- Velocity of Data: Data Warehousing provided a paradigm shift where we would have the ETL processing happen overnight, where our business aggregates would compute, and business partners would have their fresh data first thing in the morning. The requirements and needs of businesses are rapid and increasing. In such a scenario to conform to daily loads becomes an execution risk. It is imperative to have an always updated data store for analytics, AI and decision making.
- Data Science: At first a 2nd class citizen in the siloed data ecosystem of yesterday, organizations are now finding that they need to pave the way for data scientists to do what they do best. Data Scientists need access to as much data as possible. A big part of training a model is selecting the most predictive fields from the raw data, which aren't always present in the Data Warehouse. A data scientist would not be able to identify which data to include in the warehouse without first analyzing it.
- Proliferation of Data: Given the rate of change of business operations today, we require more changes to our data models, and changing the data warehouse can become costly. Alternatively, the use of data marts, extract tables, and desktop databases have fractured the data ecosystem in modern enterprises, causing fractured views of the business. Further still, this model requires capacity planning that looks out 6 months or longer. In the cloud, this design principle translates to significant cost.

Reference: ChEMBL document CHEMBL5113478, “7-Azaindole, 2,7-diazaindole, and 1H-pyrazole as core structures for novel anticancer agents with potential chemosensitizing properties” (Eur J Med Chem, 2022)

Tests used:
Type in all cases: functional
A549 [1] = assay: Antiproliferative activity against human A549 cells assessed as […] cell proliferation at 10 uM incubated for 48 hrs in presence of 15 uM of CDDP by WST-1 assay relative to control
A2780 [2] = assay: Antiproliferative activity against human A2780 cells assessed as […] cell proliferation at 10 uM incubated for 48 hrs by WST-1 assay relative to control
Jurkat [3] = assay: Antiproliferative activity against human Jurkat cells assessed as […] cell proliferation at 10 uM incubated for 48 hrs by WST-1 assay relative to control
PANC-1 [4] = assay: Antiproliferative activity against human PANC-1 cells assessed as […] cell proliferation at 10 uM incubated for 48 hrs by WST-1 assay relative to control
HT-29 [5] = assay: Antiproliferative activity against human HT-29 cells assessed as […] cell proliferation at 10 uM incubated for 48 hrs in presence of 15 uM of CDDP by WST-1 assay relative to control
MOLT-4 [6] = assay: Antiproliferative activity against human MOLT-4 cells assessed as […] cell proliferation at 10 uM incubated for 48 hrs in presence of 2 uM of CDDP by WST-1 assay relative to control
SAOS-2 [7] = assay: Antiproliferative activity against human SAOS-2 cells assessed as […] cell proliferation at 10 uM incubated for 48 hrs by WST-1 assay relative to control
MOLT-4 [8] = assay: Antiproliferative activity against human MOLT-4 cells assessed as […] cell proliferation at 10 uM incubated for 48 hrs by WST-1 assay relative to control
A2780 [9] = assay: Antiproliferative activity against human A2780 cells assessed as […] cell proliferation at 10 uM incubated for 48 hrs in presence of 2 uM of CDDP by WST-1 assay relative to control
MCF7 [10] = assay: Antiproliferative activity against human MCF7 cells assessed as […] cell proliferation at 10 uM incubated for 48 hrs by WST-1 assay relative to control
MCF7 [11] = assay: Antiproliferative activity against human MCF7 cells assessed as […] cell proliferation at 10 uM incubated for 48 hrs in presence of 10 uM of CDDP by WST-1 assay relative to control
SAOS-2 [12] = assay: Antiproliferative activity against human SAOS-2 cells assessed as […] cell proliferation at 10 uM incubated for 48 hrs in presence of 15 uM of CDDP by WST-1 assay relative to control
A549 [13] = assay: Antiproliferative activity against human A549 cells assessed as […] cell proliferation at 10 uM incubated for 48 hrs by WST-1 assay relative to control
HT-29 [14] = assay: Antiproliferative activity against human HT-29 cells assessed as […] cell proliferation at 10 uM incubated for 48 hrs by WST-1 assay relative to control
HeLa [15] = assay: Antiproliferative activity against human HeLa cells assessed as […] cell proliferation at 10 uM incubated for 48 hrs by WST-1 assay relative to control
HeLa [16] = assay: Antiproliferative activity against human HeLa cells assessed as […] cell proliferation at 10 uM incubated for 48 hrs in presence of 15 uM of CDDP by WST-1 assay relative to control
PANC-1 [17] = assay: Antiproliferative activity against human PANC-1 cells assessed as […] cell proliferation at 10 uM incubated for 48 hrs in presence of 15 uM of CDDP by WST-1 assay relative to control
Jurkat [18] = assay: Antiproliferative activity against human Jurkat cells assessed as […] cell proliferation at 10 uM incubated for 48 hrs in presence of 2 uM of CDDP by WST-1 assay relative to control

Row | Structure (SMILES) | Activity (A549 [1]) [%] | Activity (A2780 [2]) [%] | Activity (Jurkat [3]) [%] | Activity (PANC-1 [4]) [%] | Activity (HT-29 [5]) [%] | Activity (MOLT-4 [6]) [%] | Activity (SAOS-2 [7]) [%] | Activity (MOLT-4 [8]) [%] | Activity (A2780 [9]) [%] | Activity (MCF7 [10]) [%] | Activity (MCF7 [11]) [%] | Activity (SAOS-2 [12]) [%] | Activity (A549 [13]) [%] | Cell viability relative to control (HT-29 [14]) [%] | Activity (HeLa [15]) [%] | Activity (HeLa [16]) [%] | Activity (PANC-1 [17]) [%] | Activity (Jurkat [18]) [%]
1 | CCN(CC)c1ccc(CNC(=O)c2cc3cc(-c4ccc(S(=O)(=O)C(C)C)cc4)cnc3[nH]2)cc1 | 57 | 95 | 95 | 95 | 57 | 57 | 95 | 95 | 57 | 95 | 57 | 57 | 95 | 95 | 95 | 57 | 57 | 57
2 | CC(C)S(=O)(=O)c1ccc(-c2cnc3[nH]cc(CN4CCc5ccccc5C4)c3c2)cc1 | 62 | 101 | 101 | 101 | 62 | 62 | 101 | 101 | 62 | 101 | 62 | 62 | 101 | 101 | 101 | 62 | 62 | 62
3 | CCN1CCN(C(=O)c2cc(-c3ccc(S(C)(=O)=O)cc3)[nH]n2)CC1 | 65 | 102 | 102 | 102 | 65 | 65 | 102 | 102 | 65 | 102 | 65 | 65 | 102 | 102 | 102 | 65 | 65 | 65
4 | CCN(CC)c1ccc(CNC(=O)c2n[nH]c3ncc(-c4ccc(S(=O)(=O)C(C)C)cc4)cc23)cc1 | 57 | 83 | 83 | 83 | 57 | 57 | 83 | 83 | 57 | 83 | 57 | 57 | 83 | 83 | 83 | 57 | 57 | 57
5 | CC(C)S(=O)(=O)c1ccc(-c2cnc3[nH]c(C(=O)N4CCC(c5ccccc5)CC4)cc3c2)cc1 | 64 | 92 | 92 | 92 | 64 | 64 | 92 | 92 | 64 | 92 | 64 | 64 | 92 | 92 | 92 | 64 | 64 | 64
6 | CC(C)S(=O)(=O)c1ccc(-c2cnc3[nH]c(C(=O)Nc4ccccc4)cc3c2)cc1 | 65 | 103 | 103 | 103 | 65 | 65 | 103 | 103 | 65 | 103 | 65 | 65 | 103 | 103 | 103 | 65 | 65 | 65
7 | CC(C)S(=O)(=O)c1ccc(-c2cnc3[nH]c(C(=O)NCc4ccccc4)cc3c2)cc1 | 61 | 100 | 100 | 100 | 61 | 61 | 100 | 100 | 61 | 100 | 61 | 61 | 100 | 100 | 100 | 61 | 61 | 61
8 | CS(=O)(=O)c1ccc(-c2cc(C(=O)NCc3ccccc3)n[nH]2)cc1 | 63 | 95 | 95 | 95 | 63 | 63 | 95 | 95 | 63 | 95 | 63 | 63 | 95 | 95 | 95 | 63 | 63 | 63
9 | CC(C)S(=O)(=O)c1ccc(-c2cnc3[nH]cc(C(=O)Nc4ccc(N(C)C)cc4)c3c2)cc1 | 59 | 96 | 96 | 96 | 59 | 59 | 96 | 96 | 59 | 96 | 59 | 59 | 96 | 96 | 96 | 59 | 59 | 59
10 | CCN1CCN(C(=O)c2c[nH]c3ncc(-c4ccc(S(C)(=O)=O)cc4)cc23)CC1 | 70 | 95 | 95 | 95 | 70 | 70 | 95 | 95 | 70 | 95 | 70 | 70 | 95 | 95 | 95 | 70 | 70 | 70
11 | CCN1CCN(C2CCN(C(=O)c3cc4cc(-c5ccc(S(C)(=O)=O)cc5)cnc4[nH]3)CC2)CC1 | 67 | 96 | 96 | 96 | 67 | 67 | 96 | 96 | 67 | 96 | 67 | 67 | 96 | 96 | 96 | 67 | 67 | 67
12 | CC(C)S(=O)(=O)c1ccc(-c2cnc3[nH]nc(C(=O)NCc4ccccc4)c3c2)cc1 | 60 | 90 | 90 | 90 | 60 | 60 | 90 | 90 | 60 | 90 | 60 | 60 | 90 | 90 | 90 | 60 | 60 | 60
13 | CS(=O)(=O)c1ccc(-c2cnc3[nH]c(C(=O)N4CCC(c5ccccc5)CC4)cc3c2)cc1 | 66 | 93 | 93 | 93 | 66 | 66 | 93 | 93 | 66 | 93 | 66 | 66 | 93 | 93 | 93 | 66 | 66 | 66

- Cost Per Column: In the traditional EDW world, the coordination and the planning required to yield a new column in the schema is substantial. This impacts two things - the cost and the lost time to value (i.e. decisions being made when the column is unavailable). An organization ought to look at the flexibility of a cloud data lake that reduces this cost (and time) significantly leading to desired outcomes faster.
- ETL vs ELT: In an on-prem world you either pay to have ETL servers idle for most of the day; or you have to be careful in scheduling your ELT jobs against BI workloads in a Data Warehouse. In the cloud you have a choice - follow the same trend (i.e. perform ELT and BI in a Data warehouse) or switch to ETL. With ETL in the cloud you only pay for the infrastructure when your transformations run. And, you should pay a much lower price to execute those transformations. This segmentation of workloads also allows for efficient computation to support high throughput and streaming data. Overall, ETL in cloud can offer an organization tremendous cost and performance benefits.